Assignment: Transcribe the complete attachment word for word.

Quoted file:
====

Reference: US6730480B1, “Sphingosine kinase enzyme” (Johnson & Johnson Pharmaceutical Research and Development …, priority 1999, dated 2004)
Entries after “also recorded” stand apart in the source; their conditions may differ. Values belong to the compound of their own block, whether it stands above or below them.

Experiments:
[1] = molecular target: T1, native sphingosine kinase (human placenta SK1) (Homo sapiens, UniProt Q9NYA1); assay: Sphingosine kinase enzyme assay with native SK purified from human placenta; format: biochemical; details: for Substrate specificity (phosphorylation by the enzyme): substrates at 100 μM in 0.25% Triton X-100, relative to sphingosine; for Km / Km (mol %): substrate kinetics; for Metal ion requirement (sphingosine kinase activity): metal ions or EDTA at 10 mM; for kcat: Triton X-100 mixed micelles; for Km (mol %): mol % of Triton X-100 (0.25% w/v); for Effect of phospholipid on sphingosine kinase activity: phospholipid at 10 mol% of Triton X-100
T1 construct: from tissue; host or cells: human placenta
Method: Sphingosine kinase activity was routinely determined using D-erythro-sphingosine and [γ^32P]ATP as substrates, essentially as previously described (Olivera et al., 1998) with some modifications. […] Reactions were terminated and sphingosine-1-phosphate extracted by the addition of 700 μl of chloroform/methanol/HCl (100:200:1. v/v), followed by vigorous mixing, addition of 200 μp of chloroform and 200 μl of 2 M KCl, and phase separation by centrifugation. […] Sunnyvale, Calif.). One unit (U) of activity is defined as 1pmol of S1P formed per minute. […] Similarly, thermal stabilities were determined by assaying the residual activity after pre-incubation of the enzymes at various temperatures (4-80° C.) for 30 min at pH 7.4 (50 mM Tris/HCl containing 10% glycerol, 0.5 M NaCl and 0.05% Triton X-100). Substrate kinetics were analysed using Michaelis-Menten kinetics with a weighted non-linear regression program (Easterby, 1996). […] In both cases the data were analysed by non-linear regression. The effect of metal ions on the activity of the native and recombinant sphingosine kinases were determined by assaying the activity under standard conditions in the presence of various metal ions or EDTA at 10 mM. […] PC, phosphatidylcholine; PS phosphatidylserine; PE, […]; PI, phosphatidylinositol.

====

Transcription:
Reference: US6730480B1, “Sphingosine kinase enzyme” (Johnson & Johnson Pharmaceutical Research and Development …, priority 1999, dated 2004)
Entries after “also recorded” stand apart in the source; their conditions may differ. Values belong to the compound of their own block, whether it stands above or below them.

Experiments:
[1] = molecular target: T1, native sphingosine kinase (human placenta SK1) (Homo sapiens, UniProt Q9NYA1); assay: Sphingosine kinase enzyme assay with native SK purified from human placenta; format: biochemical; details: for Substrate specificity (phosphorylation by the enzyme): substrates at 100 μM in 0.25% Triton X-100, relative to sphingosine; for Km / Km (mol %): substrate kinetics; for Metal ion requirement (sphingosine kinase activity): metal ions or EDTA at 10 mM; for kcat: Triton X-100 mixed micelles; for Km (mol %): mol % of Triton X-100 (0.25% w/v); for Effect of phospholipid on sphingosine kinase activity: phospholipid at 10 mol% of Triton X-100
T1 construct: from tissue; host or cells: human placenta
Method: Sphingosine kinase activity was routinely determined using D-erythro-sphingosine and [γ^32P]ATP as substrates, essentially as previously described (Olivera et al., 1998) with some modifications. […] Reactions were terminated and sphingosine-1-phosphate extracted by the addition of 700 μl of chloroform/methanol/HCl (100:200:1. v/v), followed by vigorous mixing, addition of 200 μp of chloroform and 200 μl of 2 M KCl, and phase separation by centrifugation. […] Sunnyvale, Calif.). One unit (U) of activity is defined as 1pmol of S1P formed per minute. […] Similarly, thermal stabilities were determined by assaying the residual activity after pre-incubation of the enzymes at various temperatures (4-80° C.) for 30 min at pH 7.4 (50 mM Tris/HCl containing 10% glycerol, 0.5 M NaCl and 0.05% Triton X-100). Substrate kinetics were analysed using Michaelis-Menten kinetics with a weighted non-linear regression program (Easterby, 1996). […] In both cases the data were analysed by non-linear regression. The effect of metal ions on the activity of the native and recombinant sphingosine kinases were determined by assaying the activity under standard conditions in the presence of various metal ions or EDTA at 10 mM. […] PC, phosphatidylcholine; PS phosphatidylserine; PE, […]; PI, phosphatidylinositol.